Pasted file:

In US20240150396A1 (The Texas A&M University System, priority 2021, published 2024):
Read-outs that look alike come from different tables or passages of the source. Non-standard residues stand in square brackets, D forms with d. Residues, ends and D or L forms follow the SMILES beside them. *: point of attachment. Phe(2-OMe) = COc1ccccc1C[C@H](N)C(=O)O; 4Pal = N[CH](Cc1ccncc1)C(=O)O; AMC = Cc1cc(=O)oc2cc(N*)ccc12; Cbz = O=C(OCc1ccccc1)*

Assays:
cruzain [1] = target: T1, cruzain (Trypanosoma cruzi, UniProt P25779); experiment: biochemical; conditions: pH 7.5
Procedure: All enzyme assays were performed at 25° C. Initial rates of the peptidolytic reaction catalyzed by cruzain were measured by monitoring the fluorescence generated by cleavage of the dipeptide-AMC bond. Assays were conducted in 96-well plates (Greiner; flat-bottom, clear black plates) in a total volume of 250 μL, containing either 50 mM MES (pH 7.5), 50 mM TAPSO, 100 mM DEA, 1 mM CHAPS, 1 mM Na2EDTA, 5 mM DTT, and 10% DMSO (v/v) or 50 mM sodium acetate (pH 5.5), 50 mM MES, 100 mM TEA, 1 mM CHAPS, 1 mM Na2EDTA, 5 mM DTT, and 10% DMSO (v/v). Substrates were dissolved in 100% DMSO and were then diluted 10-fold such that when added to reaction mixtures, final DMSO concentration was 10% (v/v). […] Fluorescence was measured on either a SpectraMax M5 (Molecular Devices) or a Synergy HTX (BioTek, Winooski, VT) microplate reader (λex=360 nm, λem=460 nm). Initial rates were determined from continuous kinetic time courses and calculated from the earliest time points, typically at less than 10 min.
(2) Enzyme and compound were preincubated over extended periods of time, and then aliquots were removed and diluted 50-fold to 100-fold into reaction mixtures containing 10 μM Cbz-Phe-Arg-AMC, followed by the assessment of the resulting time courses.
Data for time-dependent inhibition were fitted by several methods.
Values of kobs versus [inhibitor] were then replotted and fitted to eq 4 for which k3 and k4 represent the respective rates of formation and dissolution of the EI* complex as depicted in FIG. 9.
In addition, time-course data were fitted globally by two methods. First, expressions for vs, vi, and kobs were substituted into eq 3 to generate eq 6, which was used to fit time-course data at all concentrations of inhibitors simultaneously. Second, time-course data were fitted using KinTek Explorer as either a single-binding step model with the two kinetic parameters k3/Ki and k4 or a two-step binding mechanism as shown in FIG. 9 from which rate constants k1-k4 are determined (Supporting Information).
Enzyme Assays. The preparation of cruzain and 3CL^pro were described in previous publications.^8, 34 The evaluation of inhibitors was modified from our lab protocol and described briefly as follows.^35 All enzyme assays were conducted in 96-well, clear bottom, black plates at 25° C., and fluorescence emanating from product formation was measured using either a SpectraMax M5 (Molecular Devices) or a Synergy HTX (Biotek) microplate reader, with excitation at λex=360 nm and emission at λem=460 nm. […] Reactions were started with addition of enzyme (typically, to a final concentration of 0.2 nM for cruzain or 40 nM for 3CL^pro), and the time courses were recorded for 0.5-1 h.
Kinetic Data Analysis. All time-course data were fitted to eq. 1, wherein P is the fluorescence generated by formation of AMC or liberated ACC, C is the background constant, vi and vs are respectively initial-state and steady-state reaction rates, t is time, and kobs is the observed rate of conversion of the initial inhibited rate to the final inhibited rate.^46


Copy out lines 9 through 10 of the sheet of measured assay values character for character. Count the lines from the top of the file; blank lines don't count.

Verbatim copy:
In addition, time-course data were fitted globally by two methods. First, expressions for vs, vi, and kobs were substituted into eq 3 to generate eq 6, which was used to fit time-course data at all concentrations of inhibitors simultaneously. Second, time-course data were fitted using KinTek Explorer as either a single-binding step model with the two kinetic parameters k3/Ki and k4 or a two-step binding mechanism as shown in FIG. 9 from which rate constants k1-k4 are determined (Supporting Information).
Enzyme Assays. The preparation of cruzain and 3CL^pro were described in previous publications.^8, 34 The evaluation of inhibitors was modified from our lab protocol and described briefly as follows.^35 All enzyme assays were conducted in 96-well, clear bottom, black plates at 25° C., and fluorescence emanating from product formation was measured using either a SpectraMax M5 (Molecular Devices) or a Synergy HTX (Biotek) microplate reader, with excitation at λex=360 nm and emission at λem=460 nm. […] Reactions were started with addition of enzyme (typically, to a final concentration of 0.2 nM for cruzain or 40 nM for 3CL^pro), and the time courses were recorded for 0.5-1 h.